Science Sees Sea Snot Seeping on the Seafloor

ENVIRONMENT

On the anniversary of the Deepwater Horizon explosion, scientists reveal a newly discovered process that may inspire better cleanup strategies. (Nat Geo News)

Use our resources to learn more about the Deepwater Horizon explosion and oil spill.

This gorgeous cutaway map displays "Layers of Life" affected by the disastrous oil spill that followed the deadly explosion of BP's Deepwater Horizon platform. Map by National Geographic

This gorgeous cutaway map displays “Layers of Life” affected by the disastrous oil spill that followed the deadly explosion of BP’s Deepwater Horizon platform.
Map by National Geographic

Discussion Ideas

 

Are we looking at the top of a "dirty blizzard" in the Gulf of Mexico? Photograph by Christopher Berkey, EPA

Are we looking at the top of a “dirty blizzard” in the Gulf of Mexico?
Photograph by Christopher Berkey, EPA

  • What does the MOSSFA phenomenon have to do with oil spills?
    • According to Nat Geo News, the cleanup effort introduced foreign particles to the Gulf of Mexico ecosystem. These particles mixed with sea snot to form a “dirty blizzard.” “Heavy, oil-rich particles [from the blizzard] plummeted to the bottom of the Gulf like stones.”

 

NASA's Aqua satellite captured this image of the Gulf of Mexico on April 25, 2010 using its Moderate Resolution Imaging Spectroradiometer (MODIS) instrument. With the Mississippi Delta on the left, the silvery swirling oil slick from the April 20 explosion and subsequent sinking of the Deepwater Horizon drilling platform is highly visible. Some of the fines that may be levied against BP ($1.2 billion) and Transocean ($75 million), which operated Deepwater Horizon, will go toward restoring the barrier islands, wetlands, and oyster reef damaged by the spill. Photograph courtesy NASA/MODIS Rapid Response Team

Cleanup efforts around the Mississippi Delta following the 2010 oil spill in the Gulf of Mexico may have contributed to the “dirty blizzard” of marine snow.
Photograph courtesy NASA/MODIS Rapid Response Team

 

 

  • How might MOSSFA help scientists develop better cleanup strategies for future oil spills?
    • Now that responders know about the MOSSFA process, they could control how much clay flows into the Gulf when flushing marshes.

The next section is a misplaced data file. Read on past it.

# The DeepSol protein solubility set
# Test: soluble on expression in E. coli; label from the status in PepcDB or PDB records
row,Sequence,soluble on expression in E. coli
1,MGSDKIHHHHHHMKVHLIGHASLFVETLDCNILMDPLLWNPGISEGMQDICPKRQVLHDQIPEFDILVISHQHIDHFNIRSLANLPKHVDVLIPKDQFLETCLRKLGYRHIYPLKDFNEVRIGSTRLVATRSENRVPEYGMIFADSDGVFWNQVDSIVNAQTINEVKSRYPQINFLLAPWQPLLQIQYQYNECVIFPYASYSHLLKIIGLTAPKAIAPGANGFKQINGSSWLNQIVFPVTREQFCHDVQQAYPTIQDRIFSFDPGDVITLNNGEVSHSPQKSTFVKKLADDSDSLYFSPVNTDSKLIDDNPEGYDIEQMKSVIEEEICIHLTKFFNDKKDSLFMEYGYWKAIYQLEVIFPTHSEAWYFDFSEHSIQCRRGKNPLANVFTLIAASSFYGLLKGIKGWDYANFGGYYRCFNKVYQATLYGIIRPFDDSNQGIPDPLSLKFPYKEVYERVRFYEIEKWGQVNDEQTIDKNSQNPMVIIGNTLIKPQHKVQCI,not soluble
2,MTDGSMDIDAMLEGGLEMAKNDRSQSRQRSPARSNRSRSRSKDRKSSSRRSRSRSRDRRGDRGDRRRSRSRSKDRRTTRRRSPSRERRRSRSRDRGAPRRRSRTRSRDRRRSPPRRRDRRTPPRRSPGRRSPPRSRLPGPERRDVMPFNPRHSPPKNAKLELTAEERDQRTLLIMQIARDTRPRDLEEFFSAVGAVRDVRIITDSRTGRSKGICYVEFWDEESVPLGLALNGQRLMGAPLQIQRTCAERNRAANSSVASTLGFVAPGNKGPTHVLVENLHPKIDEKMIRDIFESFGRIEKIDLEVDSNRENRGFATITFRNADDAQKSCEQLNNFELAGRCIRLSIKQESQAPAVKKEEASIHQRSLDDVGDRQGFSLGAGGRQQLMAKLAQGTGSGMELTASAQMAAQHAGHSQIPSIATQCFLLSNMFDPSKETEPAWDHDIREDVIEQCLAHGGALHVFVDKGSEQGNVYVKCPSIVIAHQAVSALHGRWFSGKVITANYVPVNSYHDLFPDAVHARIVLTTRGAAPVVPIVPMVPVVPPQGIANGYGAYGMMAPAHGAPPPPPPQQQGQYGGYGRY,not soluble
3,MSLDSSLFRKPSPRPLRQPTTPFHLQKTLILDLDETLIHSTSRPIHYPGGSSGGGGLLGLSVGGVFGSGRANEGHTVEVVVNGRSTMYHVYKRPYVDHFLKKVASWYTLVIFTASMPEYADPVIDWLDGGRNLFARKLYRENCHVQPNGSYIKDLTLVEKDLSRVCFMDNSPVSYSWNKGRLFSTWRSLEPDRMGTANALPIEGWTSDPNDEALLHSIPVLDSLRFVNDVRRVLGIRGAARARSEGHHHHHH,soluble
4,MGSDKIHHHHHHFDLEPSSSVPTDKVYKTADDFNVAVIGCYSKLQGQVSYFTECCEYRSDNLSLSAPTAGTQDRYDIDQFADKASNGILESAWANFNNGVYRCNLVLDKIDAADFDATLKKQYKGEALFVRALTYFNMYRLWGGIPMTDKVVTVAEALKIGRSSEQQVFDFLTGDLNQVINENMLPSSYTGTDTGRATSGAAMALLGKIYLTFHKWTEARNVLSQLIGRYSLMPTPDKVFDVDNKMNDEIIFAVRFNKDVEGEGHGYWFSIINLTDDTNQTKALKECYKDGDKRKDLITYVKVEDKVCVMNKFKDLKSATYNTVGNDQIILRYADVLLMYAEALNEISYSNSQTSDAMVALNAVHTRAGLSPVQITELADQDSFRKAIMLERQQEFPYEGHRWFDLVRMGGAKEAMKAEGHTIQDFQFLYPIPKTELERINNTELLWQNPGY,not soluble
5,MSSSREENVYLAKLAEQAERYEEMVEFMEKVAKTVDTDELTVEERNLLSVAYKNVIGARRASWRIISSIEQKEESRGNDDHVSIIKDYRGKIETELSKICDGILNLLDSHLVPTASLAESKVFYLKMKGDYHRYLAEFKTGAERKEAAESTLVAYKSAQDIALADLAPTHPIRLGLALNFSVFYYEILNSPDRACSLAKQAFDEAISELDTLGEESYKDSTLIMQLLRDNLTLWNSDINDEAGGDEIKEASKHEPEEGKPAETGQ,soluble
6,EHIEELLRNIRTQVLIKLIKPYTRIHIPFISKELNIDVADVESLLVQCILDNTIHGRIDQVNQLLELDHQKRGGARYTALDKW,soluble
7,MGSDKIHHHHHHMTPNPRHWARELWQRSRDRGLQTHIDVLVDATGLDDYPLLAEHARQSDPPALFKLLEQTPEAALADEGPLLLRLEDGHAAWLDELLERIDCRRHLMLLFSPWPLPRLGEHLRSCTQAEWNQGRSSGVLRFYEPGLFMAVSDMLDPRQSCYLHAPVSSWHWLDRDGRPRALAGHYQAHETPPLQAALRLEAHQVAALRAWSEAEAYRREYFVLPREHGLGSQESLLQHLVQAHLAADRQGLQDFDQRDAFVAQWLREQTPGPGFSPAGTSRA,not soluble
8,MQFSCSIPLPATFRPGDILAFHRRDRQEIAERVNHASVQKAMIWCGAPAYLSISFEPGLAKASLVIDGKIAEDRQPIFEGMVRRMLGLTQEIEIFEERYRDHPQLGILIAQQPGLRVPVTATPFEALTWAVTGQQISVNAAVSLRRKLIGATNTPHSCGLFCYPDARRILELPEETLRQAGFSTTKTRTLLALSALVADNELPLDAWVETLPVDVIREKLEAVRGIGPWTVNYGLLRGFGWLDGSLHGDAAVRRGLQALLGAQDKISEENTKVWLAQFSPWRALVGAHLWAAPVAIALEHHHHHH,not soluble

• The role of clay is another factor responders will incorporate into their assessment of the next ocean oil spill: “‘What you are trying to do as a responder is to make the least bad thing happen,’ says Nancy Kinner, director of the Coastal Research Response Center at the University of New Hampshire. That may mean choosing between damage to beaches, birds, and bottom dwellers.”
Beaches . . . Photograph of Orange Beach, Alabama, months after the Deepwater Horizon explosion by Tyrone Turner, National Geographic

Beaches . . .
Photograph of Orange Beach, Alabama, months after the Deepwater Horizon explosion by Tyrone Turner, National Geographic

 . . birds. . . Photograph of a brown pelican off the coast of Louisiana, months after the Deepwater Horizon explosion by Joel Sartore, National Geographic

. . birds. . .
Photograph of a brown pelican off the coast of Louisiana, months after the Deepwater Horizon explosion by Joel Sartore, National Geographic

. . . and bottom dwellers. Photograph of a shrimp the size of a staple swimming among marine snow and oil globules by David Liittschwager, National Geographic

. . . and bottom dwellers.
Photograph of a shrimp the size of a staple swimming among marine snow and oil globules by David Liittschwager, National Geographic

 

TEACHERS’ TOOLKIT

Nat Geo: Why Did ‘Shocking’ Amounts of BP Oil Fall to the Seafloor?

Nat Geo: This Day in Geographic History—Deepwater Horizon Explodes

Nat Geo: Plankton Revealed

Nat Geo: Marine Food Webs

Nat Geo: Simulate an Oil Spill Cleanup

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